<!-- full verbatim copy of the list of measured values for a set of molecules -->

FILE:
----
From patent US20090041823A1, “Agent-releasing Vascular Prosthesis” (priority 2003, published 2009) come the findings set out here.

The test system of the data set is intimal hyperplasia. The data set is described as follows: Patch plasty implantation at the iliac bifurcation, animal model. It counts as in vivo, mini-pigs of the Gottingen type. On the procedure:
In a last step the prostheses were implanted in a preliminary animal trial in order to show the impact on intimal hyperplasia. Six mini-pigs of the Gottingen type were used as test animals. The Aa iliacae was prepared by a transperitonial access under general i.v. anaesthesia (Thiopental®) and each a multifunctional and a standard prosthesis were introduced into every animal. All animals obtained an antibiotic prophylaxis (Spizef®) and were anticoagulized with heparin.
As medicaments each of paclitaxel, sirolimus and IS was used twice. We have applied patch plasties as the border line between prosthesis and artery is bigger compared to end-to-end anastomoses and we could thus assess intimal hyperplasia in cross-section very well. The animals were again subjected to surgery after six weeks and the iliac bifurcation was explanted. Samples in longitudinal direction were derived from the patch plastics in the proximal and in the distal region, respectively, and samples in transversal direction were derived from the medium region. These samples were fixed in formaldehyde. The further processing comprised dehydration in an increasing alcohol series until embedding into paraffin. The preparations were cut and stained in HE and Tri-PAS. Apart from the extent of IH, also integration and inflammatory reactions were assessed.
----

From patent US20090041823A1, “Agent-releasing Vascular Prosthesis” (priority 2003, published 2009) come the findings set out here.

The test system of the data set is intimal hyperplasia. The data set is described as follows: Patch plasty implantation at the iliac bifurcation, animal model. It counts as in vivo, mini-pigs of the Gottingen type. On the procedure:
In a last step the prostheses were implanted in a preliminary animal trial in order to show the impact on intimal hyperplasia. Six mini-pigs of the Gottingen type were used as test animals. The Aa iliacae was prepared by a transperitonial access under general i.v. anaesthesia (Thiopental®) and each a multifunctional and a standard prosthesis were introduced into every animal. All animals obtained an antibiotic prophylaxis (Spizef®) and were anticoagulized with heparin.
As medicaments each of paclitaxel, sirolimus and IS was used twice. We have applied patch plasties as the border line between prosthesis and artery is bigger compared to end-to-end anastomoses and we could thus assess intimal hyperplasia in cross-section very well. The animals were again subjected to surgery after six weeks and the iliac bifurcation was explanted. Samples in longitudinal direction were derived from the patch plastics in the proximal and in the distal region, respectively, and samples in transversal direction were derived from the medium region. These samples were fixed in formaldehyde. The further processing comprised dehydration in an increasing alcohol series until embedding into paraffin. The preparations were cut and stained in HE and Tri-PAS. Apart from the extent of IH, also integration and inflammatory reactions were assessed.